Referring now to FIGS. 8A-9B, yet another aspect of the stent 30 is embodied in a non-directional stent. Notably, the non-directional stent may be mounted on a delivery device with either the proximal or distal end of the stent oriented towards the distal end of the delivery device with equal effectiveness. Thus, the non-directional stent may be mounted onto a stent delivery system (not shown), for example a balloon catheter, without it being positioned in a preferred proximal-distal orientation. FIGS. 8A-8B show representative features of a portion of the non-directional stent in an as-manufactured (flat and cylindrical) configuration, and FIGS. 9A-9B show representative features of a portion of the non-directional stent in a compressed configuration (flat and cylindrical).

In one embodiment of the non-directional stent, all of apexes 112 of the peaks 60, 61, 62 on the most proximal end 46 cylindrical ring 40 of the stent 30 point distally and, all of apexes 112 of the peaks 60, 61, 62 on the most distal end 48 cylindrical ring 40 point proximally. Similarly, all of the valleys 90, 91, 92 of the most distal end 48 ring 40 face proximally, and all of the valleys of the most proximal end 46 ring 40 face distally. Stated another way, all of the peaks on the proximal end 46 ring 40 point towards all of the peaks on the distal end 48 ring 40. Additionally, all of the valleys on the proximal end 46 ring 40 point towards all of the valleys on the distal end 48 ring 40.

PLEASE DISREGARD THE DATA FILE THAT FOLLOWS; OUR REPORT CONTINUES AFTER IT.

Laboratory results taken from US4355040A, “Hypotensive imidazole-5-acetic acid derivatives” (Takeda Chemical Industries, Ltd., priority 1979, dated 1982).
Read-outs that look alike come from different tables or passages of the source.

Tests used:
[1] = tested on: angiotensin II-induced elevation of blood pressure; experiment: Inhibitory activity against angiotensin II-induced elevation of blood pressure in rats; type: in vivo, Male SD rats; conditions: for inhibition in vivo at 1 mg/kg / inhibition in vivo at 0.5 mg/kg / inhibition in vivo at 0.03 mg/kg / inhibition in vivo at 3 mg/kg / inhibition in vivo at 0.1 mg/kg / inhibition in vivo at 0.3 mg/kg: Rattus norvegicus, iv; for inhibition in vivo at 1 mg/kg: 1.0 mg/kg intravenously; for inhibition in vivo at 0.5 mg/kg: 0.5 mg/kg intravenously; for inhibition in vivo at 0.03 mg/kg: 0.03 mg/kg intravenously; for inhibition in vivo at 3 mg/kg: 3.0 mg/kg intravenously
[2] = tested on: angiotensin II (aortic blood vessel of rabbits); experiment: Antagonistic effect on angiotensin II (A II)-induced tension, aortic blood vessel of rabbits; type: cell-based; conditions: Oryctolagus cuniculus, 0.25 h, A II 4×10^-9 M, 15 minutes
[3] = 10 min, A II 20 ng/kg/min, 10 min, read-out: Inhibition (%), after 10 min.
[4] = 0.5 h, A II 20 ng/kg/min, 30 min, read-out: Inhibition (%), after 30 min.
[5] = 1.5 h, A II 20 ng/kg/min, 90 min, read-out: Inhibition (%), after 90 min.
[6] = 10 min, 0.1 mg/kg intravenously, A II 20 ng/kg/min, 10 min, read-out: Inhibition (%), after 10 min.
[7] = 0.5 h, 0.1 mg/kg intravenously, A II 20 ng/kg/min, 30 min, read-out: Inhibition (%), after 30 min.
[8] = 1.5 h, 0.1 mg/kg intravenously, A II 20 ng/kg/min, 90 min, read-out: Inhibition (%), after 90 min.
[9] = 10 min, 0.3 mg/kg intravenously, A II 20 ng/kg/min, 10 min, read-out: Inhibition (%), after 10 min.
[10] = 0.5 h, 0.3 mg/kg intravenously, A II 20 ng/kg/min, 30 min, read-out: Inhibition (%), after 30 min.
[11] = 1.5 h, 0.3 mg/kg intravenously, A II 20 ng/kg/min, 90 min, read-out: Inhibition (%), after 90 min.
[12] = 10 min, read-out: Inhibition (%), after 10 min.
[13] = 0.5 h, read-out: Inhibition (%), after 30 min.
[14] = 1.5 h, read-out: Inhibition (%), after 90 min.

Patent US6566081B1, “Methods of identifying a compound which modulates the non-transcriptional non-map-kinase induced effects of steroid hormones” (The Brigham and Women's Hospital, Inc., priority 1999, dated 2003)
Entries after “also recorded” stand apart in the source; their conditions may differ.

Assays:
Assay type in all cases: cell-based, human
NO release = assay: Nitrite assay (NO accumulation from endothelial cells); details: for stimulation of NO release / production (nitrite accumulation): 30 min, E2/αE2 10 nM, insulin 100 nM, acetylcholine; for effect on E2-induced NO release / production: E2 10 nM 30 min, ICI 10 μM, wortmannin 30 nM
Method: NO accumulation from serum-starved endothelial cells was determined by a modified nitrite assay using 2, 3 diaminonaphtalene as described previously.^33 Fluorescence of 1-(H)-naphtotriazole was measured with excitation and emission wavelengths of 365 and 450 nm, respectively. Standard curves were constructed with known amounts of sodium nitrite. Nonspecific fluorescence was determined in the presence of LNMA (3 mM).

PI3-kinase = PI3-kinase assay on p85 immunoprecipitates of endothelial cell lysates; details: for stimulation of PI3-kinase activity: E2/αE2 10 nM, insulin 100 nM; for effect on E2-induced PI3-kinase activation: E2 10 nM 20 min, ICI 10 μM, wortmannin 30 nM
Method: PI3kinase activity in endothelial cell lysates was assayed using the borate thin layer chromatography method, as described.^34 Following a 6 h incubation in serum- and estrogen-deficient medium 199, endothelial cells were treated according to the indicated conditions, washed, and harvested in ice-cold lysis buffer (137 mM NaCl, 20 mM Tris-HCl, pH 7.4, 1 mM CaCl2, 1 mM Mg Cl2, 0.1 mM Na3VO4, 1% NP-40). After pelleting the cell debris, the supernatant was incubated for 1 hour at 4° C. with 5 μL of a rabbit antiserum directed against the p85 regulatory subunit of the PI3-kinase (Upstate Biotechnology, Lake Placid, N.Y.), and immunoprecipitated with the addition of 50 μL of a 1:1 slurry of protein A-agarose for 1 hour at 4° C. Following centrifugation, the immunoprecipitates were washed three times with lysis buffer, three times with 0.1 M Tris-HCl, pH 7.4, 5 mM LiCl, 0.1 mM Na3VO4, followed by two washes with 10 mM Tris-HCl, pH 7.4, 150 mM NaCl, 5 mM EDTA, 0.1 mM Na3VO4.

In a further aspect, along the entire length of the stent, there may be approximately equal numbers of peaks 60, 61, 62 having apexes 112 that point towards the proximal end 46 of the stent 30 and peaks having apexes that point towards the distal end 48 of the stent. There may also be along the entire length of the stent approximately equal numbers of valleys 90, 91, 92 having apexes 112 that point towards the proximal end 46 of the stent 30 and valleys having apexes that point towards the distal end 48 of the stent.